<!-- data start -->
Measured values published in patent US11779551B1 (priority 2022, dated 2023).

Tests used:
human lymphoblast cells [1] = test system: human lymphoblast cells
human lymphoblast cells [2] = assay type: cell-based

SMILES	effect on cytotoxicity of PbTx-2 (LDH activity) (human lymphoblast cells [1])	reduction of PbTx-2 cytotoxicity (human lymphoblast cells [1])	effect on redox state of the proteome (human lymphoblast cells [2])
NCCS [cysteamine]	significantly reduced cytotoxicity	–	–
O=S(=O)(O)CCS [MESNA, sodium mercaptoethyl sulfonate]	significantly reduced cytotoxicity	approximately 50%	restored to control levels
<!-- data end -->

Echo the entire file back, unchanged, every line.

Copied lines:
Measured values published in patent US11779551B1 (priority 2022, dated 2023).

Tests used:
human lymphoblast cells [1] = test system: human lymphoblast cells
human lymphoblast cells [2] = assay type: cell-based

SMILES	effect on cytotoxicity of PbTx-2 (LDH activity) (human lymphoblast cells [1])	reduction of PbTx-2 cytotoxicity (human lymphoblast cells [1])	effect on redox state of the proteome (human lymphoblast cells [2])
NCCS [cysteamine]	significantly reduced cytotoxicity	–	–
O=S(=O)(O)CCS [MESNA, sodium mercaptoethyl sulfonate]	significantly reduced cytotoxicity	approximately 50%	restored to control levels